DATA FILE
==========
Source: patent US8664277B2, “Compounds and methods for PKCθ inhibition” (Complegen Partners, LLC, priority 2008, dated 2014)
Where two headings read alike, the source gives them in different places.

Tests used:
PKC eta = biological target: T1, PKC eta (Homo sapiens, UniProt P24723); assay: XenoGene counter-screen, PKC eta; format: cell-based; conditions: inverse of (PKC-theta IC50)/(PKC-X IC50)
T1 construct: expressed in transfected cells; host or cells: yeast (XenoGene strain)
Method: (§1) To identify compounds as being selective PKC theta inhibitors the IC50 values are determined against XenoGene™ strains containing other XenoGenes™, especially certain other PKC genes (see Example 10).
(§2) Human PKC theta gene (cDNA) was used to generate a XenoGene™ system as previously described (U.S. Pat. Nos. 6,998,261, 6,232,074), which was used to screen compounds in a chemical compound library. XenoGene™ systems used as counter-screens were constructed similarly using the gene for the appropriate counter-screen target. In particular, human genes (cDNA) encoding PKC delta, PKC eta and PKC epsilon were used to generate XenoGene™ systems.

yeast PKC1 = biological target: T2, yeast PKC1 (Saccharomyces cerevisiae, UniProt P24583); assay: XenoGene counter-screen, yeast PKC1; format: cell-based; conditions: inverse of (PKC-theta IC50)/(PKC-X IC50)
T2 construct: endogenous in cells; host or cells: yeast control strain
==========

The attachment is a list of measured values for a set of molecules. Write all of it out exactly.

Source: patent US8664277B2, “Compounds and methods for PKCθ inhibition” (Complegen Partners, LLC, priority 2008, dated 2014)
Where two headings read alike, the source gives them in different places.

Tests used:
PKC eta = biological target: T1, PKC eta (Homo sapiens, UniProt P24723); assay: XenoGene counter-screen, PKC eta; format: cell-based; conditions: inverse of (PKC-theta IC50)/(PKC-X IC50)
T1 construct: expressed in transfected cells; host or cells: yeast (XenoGene strain)
Method: (§1) To identify compounds as being selective PKC theta inhibitors the IC50 values are determined against XenoGene™ strains containing other XenoGenes™, especially certain other PKC genes (see Example 10).
(§2) Human PKC theta gene (cDNA) was used to generate a XenoGene™ system as previously described (U.S. Pat. Nos. 6,998,261, 6,232,074), which was used to screen compounds in a chemical compound library. XenoGene™ systems used as counter-screens were constructed similarly using the gene for the appropriate counter-screen target. In particular, human genes (cDNA) encoding PKC delta, PKC eta and PKC epsilon were used to generate XenoGene™ systems.

yeast PKC1 = biological target: T2, yeast PKC1 (Saccharomyces cerevisiae, UniProt P24583); assay: XenoGene counter-screen, yeast PKC1; format: cell-based; conditions: inverse of (PKC-theta IC50)/(PKC-X IC50)
T2 construct: endogenous in cells; host or cells: yeast control strain